Like a rose bush, growth with CAD takes time and patience

Just as she tends to her flowers, so must a columnist nurture her health

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by Mary Lott |

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I opened the front door and, clippers in hand, skipped out to see the full blossom of my yellow rose. I purchased the plant back in the middle of February. It had one nursery-forced bloom, which faded away after a week. Now would begin the real test of growth. Could the soil and sunlight combine to continue a blossom cycle? It would take time and patience.

We live in a newly built house. The landowner had cleared trees and leveled the site, but sadly, the fill dirt used to make the ground solid enough to support the house is mostly gravel with some soil to fill it in. That means it’s very tough to dig in and has few nutrients. With much trepidation, I gouged out a hole in which to plant my rose.

Difficulties make things worse

My cold agglutinin disease (CAD) makes my body much like that poor soil where I planted my rose bush. My outward appearance doesn’t indicate any health problems. Alas, my blood cells don’t carry oxygen well, which results in a lack of energy, susceptibility to infection, brain fog, and a few other symptoms. It also makes it difficult to recover from infections and diseases. CAD doesn’t have to have started the problems — it just makes recovery slower.

Back in early April, my husband and I attended a conference. We didn’t like the music, so we skipped that part and only listened to the speakers. We interacted with other attendees at mealtimes, but we mostly kept to ourselves. Over the next week, slowly but inexorably, everyone at the conference developed an upper respiratory infection. It took longer, because of our isolation, for us to develop the illness, but we both succumbed.

After three or four days, everyone got better — except for me. My symptoms continued through May. I experienced extreme tiredness, brain fog, and a strong cough with no accompanying phlegm. Worst of all, my voice would stop working suddenly and my chest felt squeezed and achy at those times. Years ago, that last symptom sent me to the emergency room to be checked for a heart attack. I have since learned that it’s a sign of a CAD exacerbation for me.

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Cross-cultural living brings stress

Our family consists of two wildly different cultures. My husband and I are from the southern United States. Our foster boys are from a village here in Papua, Indonesia. The mores and subconscious expectations that my husband and I have are different from the boys’ family routines. Neither is better; they’re just different.

The struggle to adapt to each other’s culture creates constant tension. I was really looking forward to June 9, when the boys would be finished with their school year and return home. The adjustments we make in their presence would be placed on hold. I could recover from my illness without the turmoil that young boys inevitably cause.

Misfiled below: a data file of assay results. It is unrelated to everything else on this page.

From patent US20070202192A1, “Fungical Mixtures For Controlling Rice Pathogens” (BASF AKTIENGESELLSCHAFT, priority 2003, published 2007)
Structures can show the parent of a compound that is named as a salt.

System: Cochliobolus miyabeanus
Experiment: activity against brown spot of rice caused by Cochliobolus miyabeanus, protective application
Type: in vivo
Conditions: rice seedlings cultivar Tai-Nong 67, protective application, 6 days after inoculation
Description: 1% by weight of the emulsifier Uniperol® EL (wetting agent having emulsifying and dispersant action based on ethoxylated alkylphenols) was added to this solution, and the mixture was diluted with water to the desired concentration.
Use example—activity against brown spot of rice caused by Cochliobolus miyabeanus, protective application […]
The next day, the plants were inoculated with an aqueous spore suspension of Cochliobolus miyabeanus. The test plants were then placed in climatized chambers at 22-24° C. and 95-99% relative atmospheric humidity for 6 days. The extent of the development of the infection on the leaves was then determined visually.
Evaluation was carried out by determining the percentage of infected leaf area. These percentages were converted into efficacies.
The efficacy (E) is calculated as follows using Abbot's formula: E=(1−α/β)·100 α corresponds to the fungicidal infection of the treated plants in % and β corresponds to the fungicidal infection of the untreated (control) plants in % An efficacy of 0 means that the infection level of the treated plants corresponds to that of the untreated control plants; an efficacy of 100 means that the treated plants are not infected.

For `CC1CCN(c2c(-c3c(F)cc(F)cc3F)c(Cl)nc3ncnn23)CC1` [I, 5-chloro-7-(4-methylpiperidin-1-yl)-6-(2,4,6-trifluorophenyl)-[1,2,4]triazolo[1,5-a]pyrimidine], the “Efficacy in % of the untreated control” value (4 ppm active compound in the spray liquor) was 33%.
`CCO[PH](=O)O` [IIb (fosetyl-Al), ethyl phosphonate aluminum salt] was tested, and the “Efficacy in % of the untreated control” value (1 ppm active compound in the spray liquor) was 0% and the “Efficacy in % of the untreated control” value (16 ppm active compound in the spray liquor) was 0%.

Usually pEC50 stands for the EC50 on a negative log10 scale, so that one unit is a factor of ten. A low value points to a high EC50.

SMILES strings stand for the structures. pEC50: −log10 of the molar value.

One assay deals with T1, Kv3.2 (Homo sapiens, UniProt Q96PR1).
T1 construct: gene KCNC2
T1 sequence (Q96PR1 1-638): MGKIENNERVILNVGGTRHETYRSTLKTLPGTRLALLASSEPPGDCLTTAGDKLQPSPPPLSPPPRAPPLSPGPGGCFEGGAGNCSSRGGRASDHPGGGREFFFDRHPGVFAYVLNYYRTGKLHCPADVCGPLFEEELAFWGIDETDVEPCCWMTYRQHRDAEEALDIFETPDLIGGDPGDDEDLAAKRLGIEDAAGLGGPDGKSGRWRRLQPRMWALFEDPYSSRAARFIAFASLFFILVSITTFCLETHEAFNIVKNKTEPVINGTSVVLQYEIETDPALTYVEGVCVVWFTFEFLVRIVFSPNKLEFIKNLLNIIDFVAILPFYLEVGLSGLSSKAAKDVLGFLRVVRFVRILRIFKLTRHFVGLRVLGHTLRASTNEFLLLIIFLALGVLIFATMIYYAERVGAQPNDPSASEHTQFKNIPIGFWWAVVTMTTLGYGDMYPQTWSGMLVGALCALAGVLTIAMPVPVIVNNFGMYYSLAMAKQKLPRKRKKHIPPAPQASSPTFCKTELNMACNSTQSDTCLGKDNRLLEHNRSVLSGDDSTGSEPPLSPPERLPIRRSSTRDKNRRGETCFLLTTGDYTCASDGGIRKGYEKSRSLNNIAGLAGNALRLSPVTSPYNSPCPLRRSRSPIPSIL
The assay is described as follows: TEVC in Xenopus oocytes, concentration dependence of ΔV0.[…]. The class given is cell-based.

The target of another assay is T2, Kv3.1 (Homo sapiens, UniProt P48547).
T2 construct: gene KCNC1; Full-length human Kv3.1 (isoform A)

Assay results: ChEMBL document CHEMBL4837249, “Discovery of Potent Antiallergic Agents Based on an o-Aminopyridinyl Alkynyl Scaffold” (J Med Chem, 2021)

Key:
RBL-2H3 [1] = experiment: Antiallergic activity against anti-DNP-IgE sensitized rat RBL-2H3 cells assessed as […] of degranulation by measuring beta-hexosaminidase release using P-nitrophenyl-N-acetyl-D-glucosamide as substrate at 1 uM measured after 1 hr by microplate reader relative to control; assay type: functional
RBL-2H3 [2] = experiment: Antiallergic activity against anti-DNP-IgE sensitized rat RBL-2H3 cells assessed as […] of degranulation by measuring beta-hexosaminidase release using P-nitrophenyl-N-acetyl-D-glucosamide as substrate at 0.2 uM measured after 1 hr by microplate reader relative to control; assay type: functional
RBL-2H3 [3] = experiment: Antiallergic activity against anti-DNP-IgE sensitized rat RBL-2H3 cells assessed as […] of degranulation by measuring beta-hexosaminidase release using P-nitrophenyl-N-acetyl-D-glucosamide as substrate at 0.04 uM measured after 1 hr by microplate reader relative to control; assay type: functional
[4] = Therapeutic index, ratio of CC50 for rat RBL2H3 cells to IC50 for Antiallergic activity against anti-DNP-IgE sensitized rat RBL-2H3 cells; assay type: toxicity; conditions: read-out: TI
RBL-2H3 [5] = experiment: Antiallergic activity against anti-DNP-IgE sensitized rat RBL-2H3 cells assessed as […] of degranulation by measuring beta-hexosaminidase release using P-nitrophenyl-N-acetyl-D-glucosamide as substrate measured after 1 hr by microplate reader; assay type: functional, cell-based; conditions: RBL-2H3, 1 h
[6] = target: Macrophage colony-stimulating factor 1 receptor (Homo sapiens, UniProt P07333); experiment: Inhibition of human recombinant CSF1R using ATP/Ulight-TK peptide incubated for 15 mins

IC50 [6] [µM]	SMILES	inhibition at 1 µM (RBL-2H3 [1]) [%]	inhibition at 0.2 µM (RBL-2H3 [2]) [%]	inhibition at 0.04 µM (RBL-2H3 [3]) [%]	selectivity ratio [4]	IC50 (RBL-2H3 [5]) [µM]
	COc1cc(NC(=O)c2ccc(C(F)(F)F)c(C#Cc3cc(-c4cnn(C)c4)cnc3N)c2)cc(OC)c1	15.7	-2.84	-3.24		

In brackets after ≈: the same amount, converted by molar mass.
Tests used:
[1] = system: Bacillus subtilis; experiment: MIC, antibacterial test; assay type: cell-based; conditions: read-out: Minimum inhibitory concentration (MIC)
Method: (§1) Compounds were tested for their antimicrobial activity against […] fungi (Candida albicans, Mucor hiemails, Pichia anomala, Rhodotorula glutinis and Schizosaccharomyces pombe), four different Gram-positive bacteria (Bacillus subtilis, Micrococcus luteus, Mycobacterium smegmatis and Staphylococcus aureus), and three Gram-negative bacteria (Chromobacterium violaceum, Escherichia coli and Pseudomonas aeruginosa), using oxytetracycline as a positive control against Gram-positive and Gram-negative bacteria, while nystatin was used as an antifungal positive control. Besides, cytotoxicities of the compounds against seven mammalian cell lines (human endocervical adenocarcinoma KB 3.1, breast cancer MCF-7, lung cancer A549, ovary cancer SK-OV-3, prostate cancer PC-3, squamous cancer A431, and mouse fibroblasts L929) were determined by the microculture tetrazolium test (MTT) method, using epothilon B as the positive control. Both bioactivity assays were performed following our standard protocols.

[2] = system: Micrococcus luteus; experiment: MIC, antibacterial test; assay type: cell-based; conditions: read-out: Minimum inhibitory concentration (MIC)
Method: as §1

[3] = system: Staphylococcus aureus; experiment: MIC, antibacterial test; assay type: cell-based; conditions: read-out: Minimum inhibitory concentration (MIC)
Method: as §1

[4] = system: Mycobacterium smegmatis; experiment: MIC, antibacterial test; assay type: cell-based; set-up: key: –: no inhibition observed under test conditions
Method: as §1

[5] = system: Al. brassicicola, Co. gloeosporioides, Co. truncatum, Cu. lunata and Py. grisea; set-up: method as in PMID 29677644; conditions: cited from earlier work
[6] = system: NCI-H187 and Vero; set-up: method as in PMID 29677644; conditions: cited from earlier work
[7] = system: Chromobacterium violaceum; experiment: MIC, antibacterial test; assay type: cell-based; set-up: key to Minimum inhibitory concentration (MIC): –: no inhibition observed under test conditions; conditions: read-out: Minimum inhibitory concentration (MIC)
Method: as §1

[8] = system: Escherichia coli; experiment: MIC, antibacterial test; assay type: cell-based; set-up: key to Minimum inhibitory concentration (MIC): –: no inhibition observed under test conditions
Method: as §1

That didn’t happen this year. One of the boys has academic difficulties, and his school decreed that his return would be delayed one month for extra classes. That meant one more month of monitoring his internet usage, one more month of neighborhood playmates coming over from noon until evening. As the stress continued and June lingered on, so did my CAD symptoms.

Other situations also increased the stress. I’d hoped to get a routine doctor’s appointment scheduled, but that needed to be postponed. On top of everything, my tiredness was increasing and my cough was deepening. I stayed in bed every moment I could, knowing that rest is the best treatment for me.

A yellow rose is placed in a crystal vase on a wooden table. The bloom is a cutting from the author's garden.

With love, nurture, and patience, a thing of beauty emerges. (Photo by Mary Lott)

Careful care brings good results

The last boy went home on a recent Saturday morning. All of my symptoms have eased. I am healing. This is a much-needed respite.

As a dubious gardener, I’ve learned that proper conditions make a big difference. I have amended the soil for my rose bush so that it can receive nutrients. I fertilize and apply an herbicide. Back in May, I noticed new leaves emerging. Then, a few weeks later, a tiny bud began developing. I continued weeding and providing a nurturing environment. With patience, and over time, I had my first cutting.

Similarly, with patience, time, and nurturing, my CAD also improves. I look forward to blooming health in the days to come.

Note: Cold Agglutinin Disease News is strictly a news and information website about the disease. It does not provide medical advice, diagnosis, or treatment. This content is not intended to be a substitute for professional medical advice, diagnosis, or treatment. Always seek the advice of your physician or other qualified health provider with any questions you may have regarding a medical condition. Never disregard professional medical advice or delay in seeking it because of something you have read on this website. The opinions expressed in this column are not those of Cold Agglutinin Disease News or its parent company, BioNews, and are intended to spark discussion about issues pertaining to cold agglutinin disease.